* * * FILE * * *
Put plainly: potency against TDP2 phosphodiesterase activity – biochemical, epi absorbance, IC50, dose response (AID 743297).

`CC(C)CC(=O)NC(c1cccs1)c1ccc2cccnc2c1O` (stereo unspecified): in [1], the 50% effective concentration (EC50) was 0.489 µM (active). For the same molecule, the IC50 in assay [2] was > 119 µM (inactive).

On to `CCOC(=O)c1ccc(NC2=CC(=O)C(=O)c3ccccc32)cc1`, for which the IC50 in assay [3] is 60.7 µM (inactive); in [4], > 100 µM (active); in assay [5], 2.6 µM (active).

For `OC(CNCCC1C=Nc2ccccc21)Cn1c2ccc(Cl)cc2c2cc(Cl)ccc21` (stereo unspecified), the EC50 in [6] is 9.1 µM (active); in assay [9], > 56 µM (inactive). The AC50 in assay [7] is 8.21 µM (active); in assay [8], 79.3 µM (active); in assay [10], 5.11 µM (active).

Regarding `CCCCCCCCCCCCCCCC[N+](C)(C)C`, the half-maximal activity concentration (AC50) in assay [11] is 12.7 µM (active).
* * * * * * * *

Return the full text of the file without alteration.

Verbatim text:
Put plainly: potency against TDP2 phosphodiesterase activity – biochemical, epi absorbance, IC50, dose response (AID 743297).

`CC(C)CC(=O)NC(c1cccs1)c1ccc2cccnc2c1O` (stereo unspecified): in [1], the 50% effective concentration (EC50) was 0.489 µM (active). For the same molecule, the IC50 in assay [2] was > 119 µM (inactive).

On to `CCOC(=O)c1ccc(NC2=CC(=O)C(=O)c3ccccc32)cc1`, for which the IC50 in assay [3] is 60.7 µM (inactive); in [4], > 100 µM (active); in assay [5], 2.6 µM (active).

For `OC(CNCCC1C=Nc2ccccc21)Cn1c2ccc(Cl)cc2c2cc(Cl)ccc21` (stereo unspecified), the EC50 in [6] is 9.1 µM (active); in assay [9], > 56 µM (inactive). The AC50 in assay [7] is 8.21 µM (active); in assay [8], 79.3 µM (active); in assay [10], 5.11 µM (active).

Regarding `CCCCCCCCCCCCCCCC[N+](C)(C)C`, the half-maximal activity concentration (AC50) in assay [11] is 12.7 µM (active).